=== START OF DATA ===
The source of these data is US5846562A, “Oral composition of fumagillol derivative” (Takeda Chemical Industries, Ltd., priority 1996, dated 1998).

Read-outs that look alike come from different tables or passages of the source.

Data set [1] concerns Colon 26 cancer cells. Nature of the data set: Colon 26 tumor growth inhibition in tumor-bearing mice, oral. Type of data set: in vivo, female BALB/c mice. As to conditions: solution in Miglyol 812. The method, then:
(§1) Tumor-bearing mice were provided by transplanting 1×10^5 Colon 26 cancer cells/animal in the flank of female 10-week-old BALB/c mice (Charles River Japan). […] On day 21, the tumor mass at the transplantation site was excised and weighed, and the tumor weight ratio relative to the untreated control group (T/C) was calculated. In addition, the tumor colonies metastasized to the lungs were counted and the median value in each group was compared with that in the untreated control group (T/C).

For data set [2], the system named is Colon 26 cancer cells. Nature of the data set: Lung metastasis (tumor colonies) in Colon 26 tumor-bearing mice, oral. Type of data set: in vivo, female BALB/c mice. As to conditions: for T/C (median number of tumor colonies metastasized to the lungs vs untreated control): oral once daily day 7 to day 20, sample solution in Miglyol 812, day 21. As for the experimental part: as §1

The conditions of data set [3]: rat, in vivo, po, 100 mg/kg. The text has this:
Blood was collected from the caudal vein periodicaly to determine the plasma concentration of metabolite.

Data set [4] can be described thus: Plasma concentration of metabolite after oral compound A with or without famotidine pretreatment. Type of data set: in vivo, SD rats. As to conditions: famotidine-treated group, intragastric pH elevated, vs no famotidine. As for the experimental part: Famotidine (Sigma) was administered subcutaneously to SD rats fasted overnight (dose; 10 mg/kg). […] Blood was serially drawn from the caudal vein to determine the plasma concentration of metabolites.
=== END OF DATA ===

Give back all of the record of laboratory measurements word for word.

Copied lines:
The source of these data is US5846562A, “Oral composition of fumagillol derivative” (Takeda Chemical Industries, Ltd., priority 1996, dated 1998).

Read-outs that look alike come from different tables or passages of the source.

Data set [1] concerns Colon 26 cancer cells. Nature of the data set: Colon 26 tumor growth inhibition in tumor-bearing mice, oral. Type of data set: in vivo, female BALB/c mice. As to conditions: solution in Miglyol 812. The method, then:
(§1) Tumor-bearing mice were provided by transplanting 1×10^5 Colon 26 cancer cells/animal in the flank of female 10-week-old BALB/c mice (Charles River Japan). […] On day 21, the tumor mass at the transplantation site was excised and weighed, and the tumor weight ratio relative to the untreated control group (T/C) was calculated. In addition, the tumor colonies metastasized to the lungs were counted and the median value in each group was compared with that in the untreated control group (T/C).

For data set [2], the system named is Colon 26 cancer cells. Nature of the data set: Lung metastasis (tumor colonies) in Colon 26 tumor-bearing mice, oral. Type of data set: in vivo, female BALB/c mice. As to conditions: for T/C (median number of tumor colonies metastasized to the lungs vs untreated control): oral once daily day 7 to day 20, sample solution in Miglyol 812, day 21. As for the experimental part: as §1

The conditions of data set [3]: rat, in vivo, po, 100 mg/kg. The text has this:
Blood was collected from the caudal vein periodicaly to determine the plasma concentration of metabolite.

Data set [4] can be described thus: Plasma concentration of metabolite after oral compound A with or without famotidine pretreatment. Type of data set: in vivo, SD rats. As to conditions: famotidine-treated group, intragastric pH elevated, vs no famotidine. As for the experimental part: Famotidine (Sigma) was administered subcutaneously to SD rats fasted overnight (dose; 10 mg/kg). […] Blood was serially drawn from the caudal vein to determine the plasma concentration of metabolites.